Unique Coffee Recipe From All Around The World

Whilst coffee has grown and tasted worldwide today, it has its origins in the depth of thought of the Ethiopian plateau of a single goat-herder.



The herder noticed that his goats were particularly active and energetic after consuming a type of berries. He told a local monastery about his observation and the global industry we now know emerged from these humble beginnings.


By the 15th century coffee was being grown and traded commercially on the Arabian Peninsula before the Europeans joined the caffeine train in the 17th century and coffee houses quickly became gathering places for artists and intellectuals.


The coffee bean has since spread worldwide and many cultures have found inspiration in the humble bean to develop their own unique beverages from the addition of egg yolks in Vietnam to gelato in Italy to spicy peppercorns in Senegal.


Here are few unique coffee and ways to serve them from all around the world.


#1. Türk Kahvesi (Turkey)


Coffee is an important part of Middle Eastern culture, and it's prepared and served quite differently than in the West. In fact, the term “Arabic coffee” generally refers to one primary method of coffee preparation (Turkish), with several variations



It consists of a unique preparation method more than a recipe.


A big difference between Turkish coffee and typical drip coffee is that Turkish coffee is cooked with sugar rather than added afterwards.


The boiling process employed in Turkish coffee leaves a thick froth on the surface which is a hallmark of the style. The coffee is also served in small cups and is served for a few minutes to let the grounds settle down into the bottom of the cup.




What You Need 1 tbsp extremely finely ground arabica beans 1 cup cold water 1 cardamom pod 1 – 2 tsp white sugar An ibrik or small saucepan* 2 demitasse cups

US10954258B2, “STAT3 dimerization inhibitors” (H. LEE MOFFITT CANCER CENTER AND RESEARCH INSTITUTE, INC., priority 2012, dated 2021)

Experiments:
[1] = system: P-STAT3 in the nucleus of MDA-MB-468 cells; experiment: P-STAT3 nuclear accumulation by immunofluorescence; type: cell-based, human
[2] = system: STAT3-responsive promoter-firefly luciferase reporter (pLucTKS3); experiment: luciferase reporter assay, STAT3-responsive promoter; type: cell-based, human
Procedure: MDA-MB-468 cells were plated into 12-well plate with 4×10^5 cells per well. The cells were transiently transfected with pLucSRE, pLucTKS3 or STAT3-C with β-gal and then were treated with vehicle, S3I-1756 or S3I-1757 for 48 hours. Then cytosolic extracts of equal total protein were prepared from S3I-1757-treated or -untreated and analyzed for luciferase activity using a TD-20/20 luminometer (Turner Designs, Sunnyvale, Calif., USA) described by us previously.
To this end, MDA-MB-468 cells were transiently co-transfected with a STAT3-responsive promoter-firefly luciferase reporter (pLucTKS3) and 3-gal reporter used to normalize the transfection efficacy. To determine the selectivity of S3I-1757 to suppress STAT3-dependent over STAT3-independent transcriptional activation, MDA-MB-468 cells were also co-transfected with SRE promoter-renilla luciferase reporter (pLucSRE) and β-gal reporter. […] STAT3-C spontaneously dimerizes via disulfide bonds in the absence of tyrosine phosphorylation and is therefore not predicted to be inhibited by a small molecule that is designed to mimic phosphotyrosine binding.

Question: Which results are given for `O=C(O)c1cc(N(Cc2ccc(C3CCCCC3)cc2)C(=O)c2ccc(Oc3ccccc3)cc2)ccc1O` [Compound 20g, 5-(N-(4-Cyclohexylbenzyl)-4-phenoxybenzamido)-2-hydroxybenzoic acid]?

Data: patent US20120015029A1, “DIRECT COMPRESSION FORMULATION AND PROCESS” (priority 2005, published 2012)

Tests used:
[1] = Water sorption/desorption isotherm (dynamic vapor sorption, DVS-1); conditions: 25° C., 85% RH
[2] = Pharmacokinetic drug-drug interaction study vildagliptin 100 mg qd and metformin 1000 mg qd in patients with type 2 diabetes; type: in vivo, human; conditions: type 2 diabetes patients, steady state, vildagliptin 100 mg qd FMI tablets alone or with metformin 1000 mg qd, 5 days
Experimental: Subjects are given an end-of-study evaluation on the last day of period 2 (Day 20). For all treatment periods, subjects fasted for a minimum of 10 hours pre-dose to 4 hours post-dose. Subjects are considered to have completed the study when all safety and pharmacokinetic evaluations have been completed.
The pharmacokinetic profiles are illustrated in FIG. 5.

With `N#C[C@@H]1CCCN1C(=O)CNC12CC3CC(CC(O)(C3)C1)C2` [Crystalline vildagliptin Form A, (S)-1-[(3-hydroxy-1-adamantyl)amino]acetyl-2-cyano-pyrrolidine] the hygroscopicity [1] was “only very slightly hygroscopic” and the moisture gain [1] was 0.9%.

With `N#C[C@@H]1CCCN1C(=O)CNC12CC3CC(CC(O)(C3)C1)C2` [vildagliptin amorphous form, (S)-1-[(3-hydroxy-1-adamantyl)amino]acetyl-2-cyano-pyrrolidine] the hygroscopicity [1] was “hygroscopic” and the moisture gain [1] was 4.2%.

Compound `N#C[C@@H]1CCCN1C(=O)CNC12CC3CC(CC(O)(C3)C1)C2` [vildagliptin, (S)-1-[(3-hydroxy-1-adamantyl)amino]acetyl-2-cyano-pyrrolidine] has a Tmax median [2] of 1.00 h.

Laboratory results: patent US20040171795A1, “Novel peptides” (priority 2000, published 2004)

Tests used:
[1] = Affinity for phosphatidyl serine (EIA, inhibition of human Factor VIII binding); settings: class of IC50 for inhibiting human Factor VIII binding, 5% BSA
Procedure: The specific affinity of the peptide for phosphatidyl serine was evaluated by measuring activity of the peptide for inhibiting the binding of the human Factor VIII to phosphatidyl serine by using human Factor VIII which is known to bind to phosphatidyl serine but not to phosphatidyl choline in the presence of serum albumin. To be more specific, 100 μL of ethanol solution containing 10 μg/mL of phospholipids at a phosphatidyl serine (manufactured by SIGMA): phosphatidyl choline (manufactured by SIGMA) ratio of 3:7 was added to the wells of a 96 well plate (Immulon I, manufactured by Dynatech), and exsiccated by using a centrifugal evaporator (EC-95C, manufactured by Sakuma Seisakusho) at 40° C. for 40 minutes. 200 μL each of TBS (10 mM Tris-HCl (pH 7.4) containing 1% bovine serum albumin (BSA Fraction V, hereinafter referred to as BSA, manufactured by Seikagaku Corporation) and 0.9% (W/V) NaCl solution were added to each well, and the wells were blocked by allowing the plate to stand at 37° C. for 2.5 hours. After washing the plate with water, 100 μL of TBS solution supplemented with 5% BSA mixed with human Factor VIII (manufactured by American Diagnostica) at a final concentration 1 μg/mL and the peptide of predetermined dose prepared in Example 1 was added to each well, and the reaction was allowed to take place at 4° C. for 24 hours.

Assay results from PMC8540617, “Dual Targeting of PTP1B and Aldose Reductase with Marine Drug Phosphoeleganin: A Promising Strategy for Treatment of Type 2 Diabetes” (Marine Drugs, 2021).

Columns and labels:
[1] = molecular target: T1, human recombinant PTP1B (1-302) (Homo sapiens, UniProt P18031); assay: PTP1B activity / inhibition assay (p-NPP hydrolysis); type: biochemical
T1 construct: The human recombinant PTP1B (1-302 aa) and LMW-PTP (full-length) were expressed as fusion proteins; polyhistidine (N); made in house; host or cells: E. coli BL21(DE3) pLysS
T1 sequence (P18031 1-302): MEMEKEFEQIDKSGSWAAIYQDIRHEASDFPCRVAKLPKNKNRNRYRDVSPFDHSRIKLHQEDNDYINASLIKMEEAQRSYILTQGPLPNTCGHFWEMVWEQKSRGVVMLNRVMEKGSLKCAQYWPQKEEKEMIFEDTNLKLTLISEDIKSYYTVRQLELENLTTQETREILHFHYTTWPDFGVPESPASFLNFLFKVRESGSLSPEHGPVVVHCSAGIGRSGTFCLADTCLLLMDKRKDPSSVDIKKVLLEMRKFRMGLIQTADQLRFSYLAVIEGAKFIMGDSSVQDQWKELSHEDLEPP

How To Make It
- Bring water and sugar to a boil in the ibrik or saucepan.
- Remove from heat and add the coffee and cardamom.
- Return the ibrik to the heat and allow the mixture to come to a soft-boil. Remove from the heat when the coffee foams. Repeat this process twice.
- Pour into 2 demitasse cups, and allow sitting for a few minutes while the grounds settle to the bottom of the cups.

Tips :

  • Turkish coffee must always be served with foam on top.

  • Do not stir after pouring into cups; the foam will collapse.

  • Always start with cold water for best results.


#2. Ca Phe Trung - Vietnamese Egg Coffee (Vietnam)


If you ever set a foot in Vietnam, and you should and will come across this creamy, coffee beverage confection in the bustling urban parts of Hanoi.



At first, it might sound weird. Egg and coffee? But trust me, it tastes much better than it sounds. Vietnam Egg Coffee or widely known in Vietnam as Ca Phe Trung, is typically made from egg yolks, sugar, condensed milk and robusta coffee.


It is said that The first Egg Coffee was concocted by Giang in the 1940s during a shortage of fresh milk, the preferred coffee are quite additive at the time. Deprivation fired up Giang’s creativity, and the scrumptious, popular result endures today.



What You Need

1 egg

3 tsp Vietnamese coffee powder

2 tsp sweetened condensed milk

A Vietnamese phin, or another brewing apparatus


How To Make It
- Brew a cup of strong, dark coffee. Using a phin and Vietnamese robusta coffee adds authenticity.
- Separate the egg yolk from the whites. Discard the whites or save them for another purpose.
- Whip the egg yolks together with the condensed milk until a frothy mixture is formed. Continue mixing while adding a tablespoon of the brewed coffee.
- Spoon the egg yolk foam on top of the remaining coffee and enjoy!

#3. Kaffeost - Cheese Coffee (Sweden)


Yes, you read it right. It’s coffee, with cheese.

Something Malaysian will surely love since some of our food combination with cheese is quite a hit - Goreng Pisang Cheese, Keropok Lekor Cheese etc.


Kaffeost or Cheese Coffee, as the name suggest is simply coffee with cheese. It is a simple cuisine made from dropping dry chunks of cheese into a mug of hot coffee.


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